Every few years we see a film that tackles the social issues of that generation, from sexism and gender norms to LGBT issues. It can be hard to really comprehend what discrimination, poverty or suffering are like when it doesn’t affect you personally.

The journey a film takes you on can immerse you into a world you’ve never experienced help you empathise with people you’ve never met, and even inspire social change.

To celebrate the release of compelling British drama The Pass, which is in cinemas across the UK from 9th December, we are taking a look at the films that have used their platform to take on social issues.

THE PASS is the story of three very different nights over 10 years in the life of a Premier League Footballer. Jason (Russell Tovey) is at the beginning of his career, and on the night before his first big international match he and long-time friend and team-mate Ade (Arinze Kene) share a hotel room, trying to beat the inevitable pre-match tensions with locker-room banter and teenage high-jinks. Out of nowhere, Jason kisses Ade. The emotional repercussions of this pass, and the decisions that follow on and off the pitch have a major impact on every aspect of the public and private lives of both men across the next decade, in a sporting world where image is everything.

Starring Russell Tovey, Arinzé Kene, Nico Mirallegro and Lisa McGrillis, The Pass comes to cinemas December 9th.

The Imitation Game


The Imitation Game stars Benedict Cumberbatch and Kiera Knightley and follows the tale of the famous computer scientist Alan Turing. Turing ingeniously cracked the Nazi Enigma code and is credited for shortening the Second World War by at least 2 years. The father of theoretical computer science was charged with ‘Gross Indecency’ for ‘Homosexual Acts’ which were criminalised at the time – the result was inhumane chemical therapy and the heartbreaking passing of Turing as he took his own life. After the films outstanding reception, a campaign to pardon 49,000 gay men convicted under the same law as Turing was launched, gathering support from human rights campaigners and celebrities alike.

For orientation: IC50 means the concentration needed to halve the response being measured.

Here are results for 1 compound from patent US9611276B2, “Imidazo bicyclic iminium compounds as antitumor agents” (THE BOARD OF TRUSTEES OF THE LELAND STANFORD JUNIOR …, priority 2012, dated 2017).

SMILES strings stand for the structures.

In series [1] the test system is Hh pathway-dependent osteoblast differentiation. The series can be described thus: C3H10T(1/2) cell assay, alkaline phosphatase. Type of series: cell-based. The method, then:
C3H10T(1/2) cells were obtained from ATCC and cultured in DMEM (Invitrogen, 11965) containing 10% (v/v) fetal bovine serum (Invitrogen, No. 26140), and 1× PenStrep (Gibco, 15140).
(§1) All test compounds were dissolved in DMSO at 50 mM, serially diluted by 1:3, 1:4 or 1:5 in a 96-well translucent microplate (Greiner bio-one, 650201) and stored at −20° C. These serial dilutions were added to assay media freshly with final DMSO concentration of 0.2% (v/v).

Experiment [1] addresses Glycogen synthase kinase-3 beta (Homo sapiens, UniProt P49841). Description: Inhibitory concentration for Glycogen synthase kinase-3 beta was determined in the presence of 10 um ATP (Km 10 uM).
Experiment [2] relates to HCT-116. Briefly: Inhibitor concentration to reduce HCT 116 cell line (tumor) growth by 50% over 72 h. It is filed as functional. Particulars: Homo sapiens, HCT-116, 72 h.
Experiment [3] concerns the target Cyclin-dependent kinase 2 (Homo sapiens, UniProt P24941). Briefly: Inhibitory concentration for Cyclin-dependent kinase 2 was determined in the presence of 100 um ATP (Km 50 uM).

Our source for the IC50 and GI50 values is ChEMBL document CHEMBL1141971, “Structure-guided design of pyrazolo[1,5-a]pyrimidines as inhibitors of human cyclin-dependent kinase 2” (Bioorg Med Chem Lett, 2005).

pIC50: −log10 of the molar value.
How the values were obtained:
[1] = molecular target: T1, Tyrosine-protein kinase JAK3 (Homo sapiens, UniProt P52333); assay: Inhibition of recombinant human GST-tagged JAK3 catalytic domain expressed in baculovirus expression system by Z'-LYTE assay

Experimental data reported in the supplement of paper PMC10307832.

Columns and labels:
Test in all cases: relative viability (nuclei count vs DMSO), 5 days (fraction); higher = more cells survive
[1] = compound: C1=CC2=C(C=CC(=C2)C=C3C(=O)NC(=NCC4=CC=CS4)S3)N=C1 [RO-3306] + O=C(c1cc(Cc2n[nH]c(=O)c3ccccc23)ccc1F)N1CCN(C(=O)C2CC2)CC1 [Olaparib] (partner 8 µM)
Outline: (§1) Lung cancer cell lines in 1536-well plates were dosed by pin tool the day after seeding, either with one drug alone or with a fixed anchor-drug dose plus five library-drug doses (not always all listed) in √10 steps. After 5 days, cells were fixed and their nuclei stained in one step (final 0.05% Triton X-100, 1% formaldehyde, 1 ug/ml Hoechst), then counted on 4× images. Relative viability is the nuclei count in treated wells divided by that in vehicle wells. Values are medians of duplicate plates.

Made In Dagenham


To this day, equal pay is still an issue, though far better than it was in the 1960s, and this is (in part) due to a brilliant group of women from Dagenham. Made in Dagenham is based on the true story of a group of female Ford sewing machinists who fought back against sexual discrimination and walked out of the factory in protest. The women made car seat covers and as stock ran out the strike eventually resulted in a halt to all car production, and sparked major law reform – the Equal Pay Act of 1970! The hugely successful screenplay made the transition to the stages of the West End with former bond girl Gemma Arterton cast as the lead.

Billy Elliot


It’s 1984, the scene is County Durham, the miners are striking and Billy wants to be a professional dancer, but is subjected to the negative stereotype of the male ballet dancer. Billy Elliot charged at the issue of gender-norms head on, and showed that ballet isn’t just for girls (obviously) as the scruffy 11-year-old is accepted by the Royal Ballet School. Evoking laughter and tears, the film has become a family favourite and even found its way to the West End.

The Pass


Tom Daley, Nicola Adams, Steven Davies – all at the top of their respective sporting fields and openly gay. With over 72 teams in the English Football League, not one single player is openly gay. Not one. The Pass challenges this, starring Russell Tovey and Arinzé Kene as two up-and-coming footballers who share a kiss, a kiss that reverberates through the next 10 years of their lives. The Pass homes in on queer themes like gay repression and ‘coming out’, and although the film isn’t just a gay story, the lack of openly gay professional footballers is tackled head on.


Related Article: The Pass Review

Related Article: Arinzé Kene Interview